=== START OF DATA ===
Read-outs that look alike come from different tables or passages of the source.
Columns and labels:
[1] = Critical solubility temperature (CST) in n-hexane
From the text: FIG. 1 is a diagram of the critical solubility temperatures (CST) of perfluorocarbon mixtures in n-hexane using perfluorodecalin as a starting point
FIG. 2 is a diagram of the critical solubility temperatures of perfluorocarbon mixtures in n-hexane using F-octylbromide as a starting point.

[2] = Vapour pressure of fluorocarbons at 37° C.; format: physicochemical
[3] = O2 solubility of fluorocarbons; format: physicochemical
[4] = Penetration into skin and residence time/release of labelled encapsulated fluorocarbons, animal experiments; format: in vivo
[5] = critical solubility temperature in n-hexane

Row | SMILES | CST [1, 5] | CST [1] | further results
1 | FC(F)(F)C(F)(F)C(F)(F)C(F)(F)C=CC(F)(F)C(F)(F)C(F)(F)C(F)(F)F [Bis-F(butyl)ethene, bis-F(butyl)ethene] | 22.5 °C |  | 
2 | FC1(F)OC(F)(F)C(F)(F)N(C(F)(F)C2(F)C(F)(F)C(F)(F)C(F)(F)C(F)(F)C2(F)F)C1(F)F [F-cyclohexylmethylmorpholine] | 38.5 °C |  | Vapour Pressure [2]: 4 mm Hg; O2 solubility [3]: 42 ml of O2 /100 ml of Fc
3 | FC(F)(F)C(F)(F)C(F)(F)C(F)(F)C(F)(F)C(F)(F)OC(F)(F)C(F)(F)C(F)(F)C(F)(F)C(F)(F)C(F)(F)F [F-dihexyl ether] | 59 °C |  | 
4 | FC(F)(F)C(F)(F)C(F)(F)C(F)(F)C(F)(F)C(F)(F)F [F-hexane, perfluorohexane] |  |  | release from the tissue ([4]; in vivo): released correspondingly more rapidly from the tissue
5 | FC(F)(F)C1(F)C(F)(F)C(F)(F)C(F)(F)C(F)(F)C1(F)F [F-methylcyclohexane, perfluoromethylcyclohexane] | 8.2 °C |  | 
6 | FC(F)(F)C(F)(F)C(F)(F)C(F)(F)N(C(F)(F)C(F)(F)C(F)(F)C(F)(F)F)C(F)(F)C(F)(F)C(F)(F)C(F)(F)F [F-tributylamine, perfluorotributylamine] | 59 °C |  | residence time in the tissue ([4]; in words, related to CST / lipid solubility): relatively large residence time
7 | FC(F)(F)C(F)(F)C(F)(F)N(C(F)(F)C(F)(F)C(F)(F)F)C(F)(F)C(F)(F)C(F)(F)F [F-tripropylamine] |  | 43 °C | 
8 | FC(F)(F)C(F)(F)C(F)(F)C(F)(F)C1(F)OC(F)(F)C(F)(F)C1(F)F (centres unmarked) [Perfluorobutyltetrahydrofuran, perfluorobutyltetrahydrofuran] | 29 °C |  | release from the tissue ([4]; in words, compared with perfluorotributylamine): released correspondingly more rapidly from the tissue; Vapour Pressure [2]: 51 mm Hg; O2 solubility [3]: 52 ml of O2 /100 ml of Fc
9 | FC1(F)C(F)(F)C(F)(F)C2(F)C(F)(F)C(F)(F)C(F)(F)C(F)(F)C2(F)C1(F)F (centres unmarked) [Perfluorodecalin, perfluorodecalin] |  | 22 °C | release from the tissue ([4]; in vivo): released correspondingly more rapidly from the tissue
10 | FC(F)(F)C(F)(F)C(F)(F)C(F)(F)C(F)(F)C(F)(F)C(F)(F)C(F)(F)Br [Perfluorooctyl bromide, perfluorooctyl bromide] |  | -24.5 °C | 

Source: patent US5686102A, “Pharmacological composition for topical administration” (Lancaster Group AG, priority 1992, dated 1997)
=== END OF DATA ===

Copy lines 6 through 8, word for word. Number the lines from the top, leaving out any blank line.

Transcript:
[2] = Vapour pressure of fluorocarbons at 37° C.; format: physicochemical
[3] = O2 solubility of fluorocarbons; format: physicochemical
[4] = Penetration into skin and residence time/release of labelled encapsulated fluorocarbons, animal experiments; format: in vivo